Liu v. Gonzales, No. 03-4803-ag (2d Cir. Jan. 30, 2007): IJ Philip Morace and BIA erred by concluding the asylum-seeker was not believable because he did not offer enough details about what happened, but the record did not justify that conclusion. For example, he testified he was not present during his wife's sterilization and she did not explain to him how the procedure happened. Yet the IJ complained that he did not provide enough detail about what he was never told about. Also, even if he did not know how doctors conducted sterilization, the way in which someone is sterilized does not affect how an asylum claim can be based on any kind of sterilization. Congratulations to Mark Von Sternberg, Mario Russell of Catholic Charities Community Services along with law students Maame Agyeiwaah, Katie Brandes, and Molly Thomas-Jensen, who filed an amicus curaie brief in support of the asylum-seeker

Hong Chen v. BIA, No. 06-1596 (2d Cir. Jan. 26, 2007) (summary order): IJ Roxanne Hladylowycz and BIA erred by relying heavily on a misapprehension of the record. For example, they thought testimony of a September 2001 arrest contradicted a written application that said an unspecified date after graduating in July 2001, he was arrested. Obviously, not a contradiction.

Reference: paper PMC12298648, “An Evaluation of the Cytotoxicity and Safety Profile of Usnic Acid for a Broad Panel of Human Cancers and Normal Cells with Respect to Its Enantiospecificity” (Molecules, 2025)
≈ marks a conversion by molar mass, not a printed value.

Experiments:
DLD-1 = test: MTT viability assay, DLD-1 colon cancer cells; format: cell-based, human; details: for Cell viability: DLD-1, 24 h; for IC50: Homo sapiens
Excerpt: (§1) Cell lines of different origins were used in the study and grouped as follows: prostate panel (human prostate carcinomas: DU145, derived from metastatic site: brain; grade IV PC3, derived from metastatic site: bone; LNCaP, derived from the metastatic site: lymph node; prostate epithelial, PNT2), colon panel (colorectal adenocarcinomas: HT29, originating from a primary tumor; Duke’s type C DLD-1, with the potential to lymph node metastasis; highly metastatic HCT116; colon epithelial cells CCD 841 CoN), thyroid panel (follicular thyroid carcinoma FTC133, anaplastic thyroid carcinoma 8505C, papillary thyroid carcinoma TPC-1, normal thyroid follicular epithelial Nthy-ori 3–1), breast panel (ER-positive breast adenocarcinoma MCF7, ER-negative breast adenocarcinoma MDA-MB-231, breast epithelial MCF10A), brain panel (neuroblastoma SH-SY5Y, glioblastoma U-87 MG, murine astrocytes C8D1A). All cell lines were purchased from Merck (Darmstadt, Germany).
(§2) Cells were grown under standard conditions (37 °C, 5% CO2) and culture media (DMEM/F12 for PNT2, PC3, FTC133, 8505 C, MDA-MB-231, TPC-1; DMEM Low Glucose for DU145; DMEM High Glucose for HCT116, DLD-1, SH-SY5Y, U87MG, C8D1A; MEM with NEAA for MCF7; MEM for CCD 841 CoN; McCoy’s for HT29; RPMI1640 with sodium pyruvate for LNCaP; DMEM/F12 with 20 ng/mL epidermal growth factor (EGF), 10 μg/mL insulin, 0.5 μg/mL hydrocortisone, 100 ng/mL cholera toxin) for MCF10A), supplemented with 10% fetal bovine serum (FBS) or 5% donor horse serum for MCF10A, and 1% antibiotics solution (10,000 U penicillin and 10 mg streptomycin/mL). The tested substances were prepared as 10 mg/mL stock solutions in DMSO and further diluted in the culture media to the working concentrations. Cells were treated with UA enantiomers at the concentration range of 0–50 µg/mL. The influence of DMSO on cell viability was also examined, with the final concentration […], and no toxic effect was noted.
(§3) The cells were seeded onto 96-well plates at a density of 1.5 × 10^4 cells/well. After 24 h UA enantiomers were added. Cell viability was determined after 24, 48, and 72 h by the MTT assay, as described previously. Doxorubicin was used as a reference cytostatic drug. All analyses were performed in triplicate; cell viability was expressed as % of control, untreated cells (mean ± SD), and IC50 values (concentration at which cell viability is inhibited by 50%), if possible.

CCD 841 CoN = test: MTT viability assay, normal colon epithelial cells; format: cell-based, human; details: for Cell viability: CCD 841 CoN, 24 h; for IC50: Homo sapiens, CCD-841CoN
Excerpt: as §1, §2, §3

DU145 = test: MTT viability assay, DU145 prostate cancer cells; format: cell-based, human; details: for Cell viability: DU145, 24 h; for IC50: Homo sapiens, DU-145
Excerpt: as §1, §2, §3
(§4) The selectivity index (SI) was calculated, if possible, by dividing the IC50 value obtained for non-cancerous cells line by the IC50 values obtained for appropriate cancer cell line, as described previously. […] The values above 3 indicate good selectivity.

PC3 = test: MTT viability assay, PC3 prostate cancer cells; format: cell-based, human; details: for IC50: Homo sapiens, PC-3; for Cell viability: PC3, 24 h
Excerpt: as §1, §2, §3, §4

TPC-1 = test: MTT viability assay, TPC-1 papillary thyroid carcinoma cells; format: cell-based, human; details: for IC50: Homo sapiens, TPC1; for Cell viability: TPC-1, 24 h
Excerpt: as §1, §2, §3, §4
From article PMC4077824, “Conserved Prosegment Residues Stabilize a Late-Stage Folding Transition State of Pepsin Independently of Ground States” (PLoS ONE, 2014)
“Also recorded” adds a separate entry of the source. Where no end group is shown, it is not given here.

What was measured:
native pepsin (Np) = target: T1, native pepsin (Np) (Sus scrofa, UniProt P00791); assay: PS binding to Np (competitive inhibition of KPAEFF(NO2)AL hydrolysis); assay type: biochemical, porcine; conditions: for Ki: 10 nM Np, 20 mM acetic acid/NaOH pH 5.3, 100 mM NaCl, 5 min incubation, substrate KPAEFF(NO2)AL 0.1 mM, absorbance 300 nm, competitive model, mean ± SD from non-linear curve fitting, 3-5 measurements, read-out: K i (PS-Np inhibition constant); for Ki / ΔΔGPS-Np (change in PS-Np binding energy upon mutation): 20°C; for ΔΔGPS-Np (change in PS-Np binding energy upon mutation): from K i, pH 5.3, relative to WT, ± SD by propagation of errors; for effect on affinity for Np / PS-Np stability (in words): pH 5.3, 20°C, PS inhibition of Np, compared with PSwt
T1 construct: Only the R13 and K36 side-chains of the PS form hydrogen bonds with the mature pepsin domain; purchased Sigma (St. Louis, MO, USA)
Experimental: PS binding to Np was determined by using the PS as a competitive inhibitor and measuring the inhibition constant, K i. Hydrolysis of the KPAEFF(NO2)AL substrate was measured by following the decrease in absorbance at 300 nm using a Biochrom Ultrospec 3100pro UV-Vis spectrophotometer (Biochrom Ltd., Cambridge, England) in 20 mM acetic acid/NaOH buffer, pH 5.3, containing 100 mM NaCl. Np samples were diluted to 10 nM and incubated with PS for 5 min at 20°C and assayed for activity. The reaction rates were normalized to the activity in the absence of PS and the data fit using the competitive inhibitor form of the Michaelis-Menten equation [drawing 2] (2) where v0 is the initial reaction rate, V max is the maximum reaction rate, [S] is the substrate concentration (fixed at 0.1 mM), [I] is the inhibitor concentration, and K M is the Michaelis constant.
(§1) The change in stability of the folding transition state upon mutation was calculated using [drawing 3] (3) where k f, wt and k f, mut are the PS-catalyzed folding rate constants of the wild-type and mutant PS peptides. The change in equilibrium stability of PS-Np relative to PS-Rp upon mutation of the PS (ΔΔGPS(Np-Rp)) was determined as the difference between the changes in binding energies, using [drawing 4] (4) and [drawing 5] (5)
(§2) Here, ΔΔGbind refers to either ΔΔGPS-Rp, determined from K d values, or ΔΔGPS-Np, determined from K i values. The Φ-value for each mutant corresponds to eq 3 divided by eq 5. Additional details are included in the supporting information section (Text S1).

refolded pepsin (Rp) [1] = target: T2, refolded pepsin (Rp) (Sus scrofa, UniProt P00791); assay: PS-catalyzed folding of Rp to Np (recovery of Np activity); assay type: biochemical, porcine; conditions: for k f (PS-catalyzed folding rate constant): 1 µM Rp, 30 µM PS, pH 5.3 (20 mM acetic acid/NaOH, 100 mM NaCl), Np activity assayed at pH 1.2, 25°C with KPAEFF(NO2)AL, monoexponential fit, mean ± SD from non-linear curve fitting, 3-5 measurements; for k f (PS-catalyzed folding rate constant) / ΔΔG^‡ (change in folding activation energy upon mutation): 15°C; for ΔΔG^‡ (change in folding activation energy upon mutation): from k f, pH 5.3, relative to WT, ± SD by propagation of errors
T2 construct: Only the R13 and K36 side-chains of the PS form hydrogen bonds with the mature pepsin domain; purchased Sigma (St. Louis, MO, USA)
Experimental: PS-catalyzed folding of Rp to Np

Mei Dong v. Gonzales, Nos. 05-1232, 05-3768 (2d Cir. Jan. 25, 2007) (summary order): BIA erred by requiring evidence clearly demonstrating future persecution when the law only requires showing a realistic chance of facing future persecution).

Thavendran v. Gonzales, No. 05-2723-ag (2d Cir. Jan. 26, 2007) (summary order): IJ Sandy Hom and BIA erred by not considering whether there was a pattern and practice of persecution in Sri Lanka against people of Tamil ethnicity, a basic issue in asylum cases.

Qin Wang v. BIA, No. 06-2341-ag (2d Cir. Jan. 25, 2007) (summary order): BIA erred by violating the rule that you can file a motion to reopen at any time if you show changed circumstances in your personal case.